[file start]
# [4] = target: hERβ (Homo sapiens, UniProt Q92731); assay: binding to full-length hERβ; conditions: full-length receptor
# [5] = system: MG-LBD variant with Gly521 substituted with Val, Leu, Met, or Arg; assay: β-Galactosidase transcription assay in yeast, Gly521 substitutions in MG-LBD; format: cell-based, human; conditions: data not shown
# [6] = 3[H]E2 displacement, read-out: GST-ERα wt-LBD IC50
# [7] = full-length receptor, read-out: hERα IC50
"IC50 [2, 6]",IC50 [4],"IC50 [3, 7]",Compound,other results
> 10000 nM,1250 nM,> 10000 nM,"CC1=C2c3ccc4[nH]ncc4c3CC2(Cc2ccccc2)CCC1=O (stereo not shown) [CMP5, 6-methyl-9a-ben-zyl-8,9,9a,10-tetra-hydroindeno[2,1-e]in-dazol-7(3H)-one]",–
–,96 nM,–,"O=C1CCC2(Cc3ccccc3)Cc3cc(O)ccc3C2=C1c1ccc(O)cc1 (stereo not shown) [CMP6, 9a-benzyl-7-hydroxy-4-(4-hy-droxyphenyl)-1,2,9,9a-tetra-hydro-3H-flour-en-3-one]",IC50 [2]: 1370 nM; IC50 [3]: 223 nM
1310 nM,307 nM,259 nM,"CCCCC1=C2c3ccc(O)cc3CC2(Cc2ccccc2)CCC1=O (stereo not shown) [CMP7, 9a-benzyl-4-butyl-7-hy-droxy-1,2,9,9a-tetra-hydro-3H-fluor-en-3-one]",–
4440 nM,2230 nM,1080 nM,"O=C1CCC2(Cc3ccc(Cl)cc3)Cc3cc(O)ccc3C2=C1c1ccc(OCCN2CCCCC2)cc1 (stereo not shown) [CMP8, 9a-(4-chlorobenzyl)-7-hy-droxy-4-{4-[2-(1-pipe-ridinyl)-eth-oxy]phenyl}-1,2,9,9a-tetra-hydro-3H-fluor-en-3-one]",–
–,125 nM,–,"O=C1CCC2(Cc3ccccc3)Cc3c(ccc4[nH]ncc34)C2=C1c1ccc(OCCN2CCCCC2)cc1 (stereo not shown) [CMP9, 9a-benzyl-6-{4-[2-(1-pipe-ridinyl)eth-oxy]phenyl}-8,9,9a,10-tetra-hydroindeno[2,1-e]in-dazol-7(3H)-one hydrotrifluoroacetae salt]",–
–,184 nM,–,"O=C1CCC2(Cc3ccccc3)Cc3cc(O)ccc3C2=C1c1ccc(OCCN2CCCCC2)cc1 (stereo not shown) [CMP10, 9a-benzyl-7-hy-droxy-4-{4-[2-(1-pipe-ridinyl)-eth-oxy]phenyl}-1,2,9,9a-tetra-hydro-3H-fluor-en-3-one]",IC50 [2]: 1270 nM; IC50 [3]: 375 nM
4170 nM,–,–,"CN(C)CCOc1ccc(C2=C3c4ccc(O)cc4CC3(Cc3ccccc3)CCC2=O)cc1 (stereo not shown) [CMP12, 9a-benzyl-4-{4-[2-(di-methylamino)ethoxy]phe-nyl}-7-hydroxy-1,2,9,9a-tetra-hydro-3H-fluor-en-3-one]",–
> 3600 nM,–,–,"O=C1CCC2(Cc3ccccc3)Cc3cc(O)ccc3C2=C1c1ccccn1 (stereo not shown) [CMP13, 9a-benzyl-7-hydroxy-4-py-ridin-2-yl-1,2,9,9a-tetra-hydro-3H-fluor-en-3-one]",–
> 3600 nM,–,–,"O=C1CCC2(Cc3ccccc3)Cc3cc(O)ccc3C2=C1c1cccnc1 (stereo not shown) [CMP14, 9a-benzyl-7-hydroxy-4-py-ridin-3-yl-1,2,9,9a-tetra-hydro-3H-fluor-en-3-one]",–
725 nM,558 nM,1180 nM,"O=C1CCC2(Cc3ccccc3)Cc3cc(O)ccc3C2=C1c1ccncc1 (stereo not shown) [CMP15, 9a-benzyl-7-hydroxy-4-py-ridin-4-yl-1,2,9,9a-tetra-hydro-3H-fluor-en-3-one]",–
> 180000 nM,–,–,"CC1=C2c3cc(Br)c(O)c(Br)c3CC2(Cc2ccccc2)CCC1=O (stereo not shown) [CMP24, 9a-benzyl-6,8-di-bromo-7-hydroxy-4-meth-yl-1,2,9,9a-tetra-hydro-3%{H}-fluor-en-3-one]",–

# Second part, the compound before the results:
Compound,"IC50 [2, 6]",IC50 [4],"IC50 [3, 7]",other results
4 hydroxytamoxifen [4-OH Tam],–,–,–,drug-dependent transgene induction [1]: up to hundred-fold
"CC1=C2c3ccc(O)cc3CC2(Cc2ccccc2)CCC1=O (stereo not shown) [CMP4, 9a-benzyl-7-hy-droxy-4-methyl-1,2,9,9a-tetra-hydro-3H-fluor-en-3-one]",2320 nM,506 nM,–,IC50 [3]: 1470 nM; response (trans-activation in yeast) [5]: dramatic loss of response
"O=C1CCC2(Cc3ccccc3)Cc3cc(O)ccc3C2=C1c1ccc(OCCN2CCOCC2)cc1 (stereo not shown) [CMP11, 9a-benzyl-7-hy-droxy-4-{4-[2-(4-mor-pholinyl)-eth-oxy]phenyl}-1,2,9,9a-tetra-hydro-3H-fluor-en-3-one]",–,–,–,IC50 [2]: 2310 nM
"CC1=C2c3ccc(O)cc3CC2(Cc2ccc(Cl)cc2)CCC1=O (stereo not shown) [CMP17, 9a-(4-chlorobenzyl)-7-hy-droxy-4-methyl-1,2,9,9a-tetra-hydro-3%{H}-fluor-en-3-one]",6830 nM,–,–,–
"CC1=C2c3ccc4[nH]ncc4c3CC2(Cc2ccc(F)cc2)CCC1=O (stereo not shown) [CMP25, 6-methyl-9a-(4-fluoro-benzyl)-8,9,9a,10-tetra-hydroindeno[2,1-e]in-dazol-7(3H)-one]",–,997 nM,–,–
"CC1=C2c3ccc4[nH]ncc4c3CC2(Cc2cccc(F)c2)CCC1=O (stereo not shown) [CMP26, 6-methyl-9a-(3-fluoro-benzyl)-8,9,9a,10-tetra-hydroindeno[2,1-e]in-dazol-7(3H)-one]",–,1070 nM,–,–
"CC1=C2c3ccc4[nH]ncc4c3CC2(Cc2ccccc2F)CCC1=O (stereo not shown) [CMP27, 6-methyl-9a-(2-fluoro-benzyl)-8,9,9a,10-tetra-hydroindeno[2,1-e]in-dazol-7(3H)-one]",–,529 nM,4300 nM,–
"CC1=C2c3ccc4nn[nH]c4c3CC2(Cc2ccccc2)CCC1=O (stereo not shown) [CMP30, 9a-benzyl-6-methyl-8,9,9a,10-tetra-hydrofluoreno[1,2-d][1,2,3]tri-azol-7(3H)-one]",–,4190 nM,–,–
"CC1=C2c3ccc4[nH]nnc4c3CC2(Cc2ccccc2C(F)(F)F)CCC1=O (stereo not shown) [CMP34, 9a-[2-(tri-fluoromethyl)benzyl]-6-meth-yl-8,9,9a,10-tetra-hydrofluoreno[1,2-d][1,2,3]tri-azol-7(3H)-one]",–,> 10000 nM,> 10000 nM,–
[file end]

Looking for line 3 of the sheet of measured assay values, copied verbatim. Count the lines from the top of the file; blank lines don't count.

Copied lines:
# [6] = 3[H]E2 displacement, read-out: GST-ERα wt-LBD IC50